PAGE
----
It is a comfort to know that on the eve of the XXX Olympiad, which starts Friday night in London, the 11 Israeli Olympic athletes and coaches murdered by Palestinian terrorists at the 1972 Munich Games will be recalled at memorial services here and around the world.
So much for Israel’s coalition government, which lasted all of two months.
Kadima leader Shaul Mofaz announced Tuesday that he was taking his party and its 28 Knesset seats out of the government over the failure to reach a compromise on the proposed draft law that would have done away with many of the existing exemptions for haredim and Arab Israelis.
Milton Gralla, a longtime former member of the board of directors of The Jewish Week who died last week at the age of 84, combined his love of journalism and the Jewish people to make a lasting contribution to both.
The Russian-speaking Jewish population of New York has come of age, not only making up about 20 percent of the overall Jewish community, but also becoming increasingly active in cultural, political and social ways that make its Jewish identity distinctive.
While others may measure Jewish commitment in religious terms, this tightly-knit community is known for its strong support of Israel, conservative politics, and drive for educational and economic success.
Yitzchak Shamir was a 1930s refugee, a 1940s revolutionary, a 1950s spy, and later a politician — and prime minister — who made no effort to be loved or to craft an image. Diminutive, barrel-chested, with a face like a clenched fist, he showed just how tough a shtetl Jew could be.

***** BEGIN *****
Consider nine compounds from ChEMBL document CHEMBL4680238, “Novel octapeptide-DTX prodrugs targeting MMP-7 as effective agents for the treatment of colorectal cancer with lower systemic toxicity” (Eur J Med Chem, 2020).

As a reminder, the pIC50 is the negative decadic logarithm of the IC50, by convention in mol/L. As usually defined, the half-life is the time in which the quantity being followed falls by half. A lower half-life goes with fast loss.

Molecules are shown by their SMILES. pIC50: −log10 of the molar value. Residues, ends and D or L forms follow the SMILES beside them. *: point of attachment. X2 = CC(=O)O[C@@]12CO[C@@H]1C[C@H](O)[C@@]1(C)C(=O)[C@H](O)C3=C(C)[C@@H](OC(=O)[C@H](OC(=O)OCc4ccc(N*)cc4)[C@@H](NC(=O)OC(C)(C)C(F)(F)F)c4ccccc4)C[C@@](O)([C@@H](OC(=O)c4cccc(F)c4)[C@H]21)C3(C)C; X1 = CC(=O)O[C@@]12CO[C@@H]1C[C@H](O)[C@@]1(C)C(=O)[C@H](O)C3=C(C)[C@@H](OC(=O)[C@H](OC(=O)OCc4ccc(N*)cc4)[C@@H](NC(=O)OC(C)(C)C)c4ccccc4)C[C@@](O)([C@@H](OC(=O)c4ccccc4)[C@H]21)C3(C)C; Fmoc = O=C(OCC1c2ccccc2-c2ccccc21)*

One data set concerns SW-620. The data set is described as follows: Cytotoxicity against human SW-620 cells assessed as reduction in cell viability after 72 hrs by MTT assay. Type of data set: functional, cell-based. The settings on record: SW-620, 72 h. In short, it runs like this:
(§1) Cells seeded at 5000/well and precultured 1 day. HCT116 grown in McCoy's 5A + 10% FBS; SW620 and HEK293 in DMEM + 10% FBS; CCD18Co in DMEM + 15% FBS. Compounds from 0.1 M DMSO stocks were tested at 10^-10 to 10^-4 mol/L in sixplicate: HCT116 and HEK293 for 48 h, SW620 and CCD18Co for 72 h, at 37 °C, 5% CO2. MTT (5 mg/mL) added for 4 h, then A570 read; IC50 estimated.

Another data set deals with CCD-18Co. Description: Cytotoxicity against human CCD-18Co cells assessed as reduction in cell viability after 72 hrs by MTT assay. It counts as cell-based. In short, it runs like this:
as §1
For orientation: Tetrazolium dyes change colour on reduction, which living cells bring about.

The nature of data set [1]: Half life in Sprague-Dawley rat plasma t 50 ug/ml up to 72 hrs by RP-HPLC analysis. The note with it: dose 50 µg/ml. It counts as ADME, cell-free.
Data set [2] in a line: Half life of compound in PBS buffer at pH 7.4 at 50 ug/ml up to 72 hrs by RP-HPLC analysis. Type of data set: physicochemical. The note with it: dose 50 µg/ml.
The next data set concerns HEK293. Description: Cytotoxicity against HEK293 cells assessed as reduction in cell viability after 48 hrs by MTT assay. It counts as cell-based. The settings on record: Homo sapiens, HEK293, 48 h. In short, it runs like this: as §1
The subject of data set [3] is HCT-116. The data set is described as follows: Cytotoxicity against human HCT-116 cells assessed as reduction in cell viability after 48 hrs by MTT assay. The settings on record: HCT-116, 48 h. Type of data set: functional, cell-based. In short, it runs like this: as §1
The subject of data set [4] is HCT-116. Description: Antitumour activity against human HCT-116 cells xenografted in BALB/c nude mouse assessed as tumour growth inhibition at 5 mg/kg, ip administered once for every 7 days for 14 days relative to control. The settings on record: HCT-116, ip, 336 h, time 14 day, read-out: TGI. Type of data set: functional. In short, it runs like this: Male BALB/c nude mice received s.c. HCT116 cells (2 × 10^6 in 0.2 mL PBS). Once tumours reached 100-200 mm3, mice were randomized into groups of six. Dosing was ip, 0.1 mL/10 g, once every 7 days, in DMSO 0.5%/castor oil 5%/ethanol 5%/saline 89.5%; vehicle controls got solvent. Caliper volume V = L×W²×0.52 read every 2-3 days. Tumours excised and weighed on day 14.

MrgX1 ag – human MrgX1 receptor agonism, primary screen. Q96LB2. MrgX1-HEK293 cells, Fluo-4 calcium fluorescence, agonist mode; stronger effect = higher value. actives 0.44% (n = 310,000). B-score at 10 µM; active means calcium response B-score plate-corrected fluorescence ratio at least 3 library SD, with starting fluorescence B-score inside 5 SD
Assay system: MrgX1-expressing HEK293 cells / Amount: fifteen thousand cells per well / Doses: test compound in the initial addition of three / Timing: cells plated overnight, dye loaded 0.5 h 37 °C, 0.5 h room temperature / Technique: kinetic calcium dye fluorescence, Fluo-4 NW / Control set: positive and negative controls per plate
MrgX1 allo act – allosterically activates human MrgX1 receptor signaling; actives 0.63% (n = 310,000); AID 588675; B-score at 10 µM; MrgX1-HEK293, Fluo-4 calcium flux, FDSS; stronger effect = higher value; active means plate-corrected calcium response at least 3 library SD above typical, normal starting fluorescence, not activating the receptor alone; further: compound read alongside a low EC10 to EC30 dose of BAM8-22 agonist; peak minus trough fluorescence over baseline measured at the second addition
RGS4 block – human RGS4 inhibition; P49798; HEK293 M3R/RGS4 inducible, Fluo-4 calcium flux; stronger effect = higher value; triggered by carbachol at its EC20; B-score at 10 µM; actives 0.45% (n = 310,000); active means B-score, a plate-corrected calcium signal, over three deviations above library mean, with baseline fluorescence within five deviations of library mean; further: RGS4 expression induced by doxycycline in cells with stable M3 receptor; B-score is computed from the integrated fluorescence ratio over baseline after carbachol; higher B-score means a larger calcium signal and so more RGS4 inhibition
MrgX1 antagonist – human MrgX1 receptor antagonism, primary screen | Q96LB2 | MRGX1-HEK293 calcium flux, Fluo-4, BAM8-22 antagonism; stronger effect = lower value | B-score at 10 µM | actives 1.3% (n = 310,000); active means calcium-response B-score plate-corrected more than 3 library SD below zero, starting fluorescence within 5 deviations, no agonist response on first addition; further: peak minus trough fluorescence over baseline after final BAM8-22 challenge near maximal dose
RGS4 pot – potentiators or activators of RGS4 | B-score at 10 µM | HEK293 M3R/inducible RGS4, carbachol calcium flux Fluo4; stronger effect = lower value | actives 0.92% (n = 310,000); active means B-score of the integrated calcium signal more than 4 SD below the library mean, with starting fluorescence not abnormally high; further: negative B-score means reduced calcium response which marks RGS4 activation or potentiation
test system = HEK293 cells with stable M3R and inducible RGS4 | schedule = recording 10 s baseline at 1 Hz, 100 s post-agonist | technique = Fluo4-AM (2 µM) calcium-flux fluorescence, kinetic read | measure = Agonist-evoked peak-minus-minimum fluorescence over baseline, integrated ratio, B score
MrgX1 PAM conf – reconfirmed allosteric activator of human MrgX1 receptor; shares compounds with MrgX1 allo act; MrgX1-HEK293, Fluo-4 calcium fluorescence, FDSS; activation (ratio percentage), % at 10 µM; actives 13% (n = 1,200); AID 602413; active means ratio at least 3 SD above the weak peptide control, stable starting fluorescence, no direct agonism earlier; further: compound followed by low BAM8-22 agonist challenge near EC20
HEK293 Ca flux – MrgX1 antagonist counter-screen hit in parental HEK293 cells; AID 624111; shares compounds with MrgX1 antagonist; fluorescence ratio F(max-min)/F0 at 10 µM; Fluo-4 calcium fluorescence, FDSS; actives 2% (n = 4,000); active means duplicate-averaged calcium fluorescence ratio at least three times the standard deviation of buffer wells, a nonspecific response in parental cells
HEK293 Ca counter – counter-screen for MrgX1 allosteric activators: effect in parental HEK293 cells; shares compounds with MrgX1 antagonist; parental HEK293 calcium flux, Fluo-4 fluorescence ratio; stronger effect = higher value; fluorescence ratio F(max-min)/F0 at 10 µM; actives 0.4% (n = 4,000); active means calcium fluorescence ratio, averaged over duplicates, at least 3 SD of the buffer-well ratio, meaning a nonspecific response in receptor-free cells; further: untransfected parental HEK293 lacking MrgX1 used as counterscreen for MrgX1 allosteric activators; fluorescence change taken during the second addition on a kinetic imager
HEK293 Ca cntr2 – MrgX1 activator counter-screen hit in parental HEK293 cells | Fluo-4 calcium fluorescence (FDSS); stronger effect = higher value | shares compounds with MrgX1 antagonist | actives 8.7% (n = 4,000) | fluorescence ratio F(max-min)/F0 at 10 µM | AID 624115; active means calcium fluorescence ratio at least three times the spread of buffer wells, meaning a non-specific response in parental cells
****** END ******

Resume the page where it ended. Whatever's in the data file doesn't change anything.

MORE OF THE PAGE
On that tragic morning last March when a teacher and three children were murdered at a Jewish school in Toulouse, France, there was no security agent on duty at the school because the community could not afford full-time service, according to Pierre Besnainou, former president of the European Jewish Congress.
“We failed,” he told an audience at the Israeli Presidential Conference in Jerusalem last week, speaking of the French and world Jewish communities.
Say one thing about Charles Barron — he doesn’t pander.
In his decade in public office he has never sugarcoated his views on the Middle East, making it clear that in every possible scenario his sympathy and loyalty go to the Palestinians. While he often talks of “evenhandedness” in Middle East policy, his mindset often shows anything but, seeing malice in every Israeli and altruism in every Arab.
Communal planners will be mining the rich findings for years of the New York Jewish population study released this week by UJA-Federation of New York. But anyone who cares about sustaining and strengthening Jewish unity in the community will share a sense of urgency about the results, which show that if not for the dramatic growth and religious involvement of the Orthodox community, we would be seeing downward trends in numbers and virtually every index of Jewish engagement.